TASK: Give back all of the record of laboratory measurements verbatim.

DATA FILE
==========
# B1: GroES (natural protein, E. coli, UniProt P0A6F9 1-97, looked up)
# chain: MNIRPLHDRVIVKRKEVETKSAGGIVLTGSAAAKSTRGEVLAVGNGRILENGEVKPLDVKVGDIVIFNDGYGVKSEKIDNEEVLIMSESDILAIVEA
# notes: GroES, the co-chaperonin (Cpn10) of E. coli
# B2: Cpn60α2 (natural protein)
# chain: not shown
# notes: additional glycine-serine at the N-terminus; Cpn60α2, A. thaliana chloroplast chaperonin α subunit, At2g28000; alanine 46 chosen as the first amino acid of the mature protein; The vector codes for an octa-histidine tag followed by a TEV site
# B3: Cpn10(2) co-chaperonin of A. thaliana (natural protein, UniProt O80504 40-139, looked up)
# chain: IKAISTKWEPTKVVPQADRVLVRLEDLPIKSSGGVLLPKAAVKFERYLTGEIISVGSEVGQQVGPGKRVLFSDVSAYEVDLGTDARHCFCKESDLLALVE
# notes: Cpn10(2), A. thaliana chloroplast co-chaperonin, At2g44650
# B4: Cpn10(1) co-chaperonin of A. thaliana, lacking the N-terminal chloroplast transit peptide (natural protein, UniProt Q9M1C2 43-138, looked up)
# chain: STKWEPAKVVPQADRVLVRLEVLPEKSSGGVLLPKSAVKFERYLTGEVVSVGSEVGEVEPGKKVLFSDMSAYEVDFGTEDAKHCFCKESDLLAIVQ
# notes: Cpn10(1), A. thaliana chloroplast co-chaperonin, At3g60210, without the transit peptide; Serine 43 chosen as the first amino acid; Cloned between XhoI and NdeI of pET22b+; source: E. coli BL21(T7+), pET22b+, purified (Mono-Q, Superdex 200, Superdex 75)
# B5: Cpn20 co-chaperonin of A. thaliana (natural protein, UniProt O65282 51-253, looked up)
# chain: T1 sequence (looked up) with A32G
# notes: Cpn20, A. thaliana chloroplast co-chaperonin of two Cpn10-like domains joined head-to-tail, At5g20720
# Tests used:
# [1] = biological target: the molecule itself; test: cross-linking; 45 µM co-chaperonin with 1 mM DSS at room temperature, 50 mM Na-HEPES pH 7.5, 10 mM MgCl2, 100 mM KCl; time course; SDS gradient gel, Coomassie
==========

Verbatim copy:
# B1: GroES (natural protein, E. coli, UniProt P0A6F9 1-97, looked up)
# chain: MNIRPLHDRVIVKRKEVETKSAGGIVLTGSAAAKSTRGEVLAVGNGRILENGEVKPLDVKVGDIVIFNDGYGVKSEKIDNEEVLIMSESDILAIVEA
# notes: GroES, the co-chaperonin (Cpn10) of E. coli
# B2: Cpn60α2 (natural protein)
# chain: not shown
# notes: additional glycine-serine at the N-terminus; Cpn60α2, A. thaliana chloroplast chaperonin α subunit, At2g28000; alanine 46 chosen as the first amino acid of the mature protein; The vector codes for an octa-histidine tag followed by a TEV site
# B3: Cpn10(2) co-chaperonin of A. thaliana (natural protein, UniProt O80504 40-139, looked up)
# chain: IKAISTKWEPTKVVPQADRVLVRLEDLPIKSSGGVLLPKAAVKFERYLTGEIISVGSEVGQQVGPGKRVLFSDVSAYEVDLGTDARHCFCKESDLLALVE
# notes: Cpn10(2), A. thaliana chloroplast co-chaperonin, At2g44650
# B4: Cpn10(1) co-chaperonin of A. thaliana, lacking the N-terminal chloroplast transit peptide (natural protein, UniProt Q9M1C2 43-138, looked up)
# chain: STKWEPAKVVPQADRVLVRLEVLPEKSSGGVLLPKSAVKFERYLTGEVVSVGSEVGEVEPGKKVLFSDMSAYEVDFGTEDAKHCFCKESDLLAIVQ
# notes: Cpn10(1), A. thaliana chloroplast co-chaperonin, At3g60210, without the transit peptide; Serine 43 chosen as the first amino acid; Cloned between XhoI and NdeI of pET22b+; source: E. coli BL21(T7+), pET22b+, purified (Mono-Q, Superdex 200, Superdex 75)
# B5: Cpn20 co-chaperonin of A. thaliana (natural protein, UniProt O65282 51-253, looked up)
# chain: T1 sequence (looked up) with A32G
# notes: Cpn20, A. thaliana chloroplast co-chaperonin of two Cpn10-like domains joined head-to-tail, At5g20720
# Tests used:
# [1] = biological target: the molecule itself; test: cross-linking; 45 µM co-chaperonin with 1 mM DSS at room temperature, 50 mM Na-HEPES pH 7.5, 10 mM MgCl2, 100 mM KCl; time course; SDS gradient gel, Coomassie